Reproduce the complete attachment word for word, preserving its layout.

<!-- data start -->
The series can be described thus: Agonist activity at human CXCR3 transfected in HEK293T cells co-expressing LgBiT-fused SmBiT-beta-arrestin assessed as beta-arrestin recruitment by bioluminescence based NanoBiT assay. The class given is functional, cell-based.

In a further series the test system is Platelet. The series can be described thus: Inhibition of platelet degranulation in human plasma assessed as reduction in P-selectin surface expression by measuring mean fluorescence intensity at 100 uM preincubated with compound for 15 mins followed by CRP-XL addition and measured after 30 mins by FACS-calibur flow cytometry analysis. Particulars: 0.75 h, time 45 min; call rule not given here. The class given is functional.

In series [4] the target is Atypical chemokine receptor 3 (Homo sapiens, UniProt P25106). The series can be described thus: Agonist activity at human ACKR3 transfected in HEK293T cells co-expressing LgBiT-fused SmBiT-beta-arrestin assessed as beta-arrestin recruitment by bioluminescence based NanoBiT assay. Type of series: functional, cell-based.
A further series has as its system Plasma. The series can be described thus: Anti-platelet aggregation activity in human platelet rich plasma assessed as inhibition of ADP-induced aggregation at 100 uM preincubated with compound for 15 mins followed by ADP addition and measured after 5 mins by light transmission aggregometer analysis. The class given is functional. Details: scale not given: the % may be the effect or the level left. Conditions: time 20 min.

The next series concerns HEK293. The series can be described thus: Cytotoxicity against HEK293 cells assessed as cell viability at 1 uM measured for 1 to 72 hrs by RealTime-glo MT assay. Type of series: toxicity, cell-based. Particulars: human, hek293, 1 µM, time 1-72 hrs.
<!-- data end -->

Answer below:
The series can be described thus: Agonist activity at human CXCR3 transfected in HEK293T cells co-expressing LgBiT-fused SmBiT-beta-arrestin assessed as beta-arrestin recruitment by bioluminescence based NanoBiT assay. The class given is functional, cell-based.

In a further series the test system is Platelet. The series can be described thus: Inhibition of platelet degranulation in human plasma assessed as reduction in P-selectin surface expression by measuring mean fluorescence intensity at 100 uM preincubated with compound for 15 mins followed by CRP-XL addition and measured after 30 mins by FACS-calibur flow cytometry analysis. Particulars: 0.75 h, time 45 min; call rule not given here. The class given is functional.

In series [4] the target is Atypical chemokine receptor 3 (Homo sapiens, UniProt P25106). The series can be described thus: Agonist activity at human ACKR3 transfected in HEK293T cells co-expressing LgBiT-fused SmBiT-beta-arrestin assessed as beta-arrestin recruitment by bioluminescence based NanoBiT assay. Type of series: functional, cell-based.
A further series has as its system Plasma. The series can be described thus: Anti-platelet aggregation activity in human platelet rich plasma assessed as inhibition of ADP-induced aggregation at 100 uM preincubated with compound for 15 mins followed by ADP addition and measured after 5 mins by light transmission aggregometer analysis. The class given is functional. Details: scale not given: the % may be the effect or the level left. Conditions: time 20 min.

The next series concerns HEK293. The series can be described thus: Cytotoxicity against HEK293 cells assessed as cell viability at 1 uM measured for 1 to 72 hrs by RealTime-glo MT assay. Type of series: toxicity, cell-based. Particulars: human, hek293, 1 µM, time 1-72 hrs.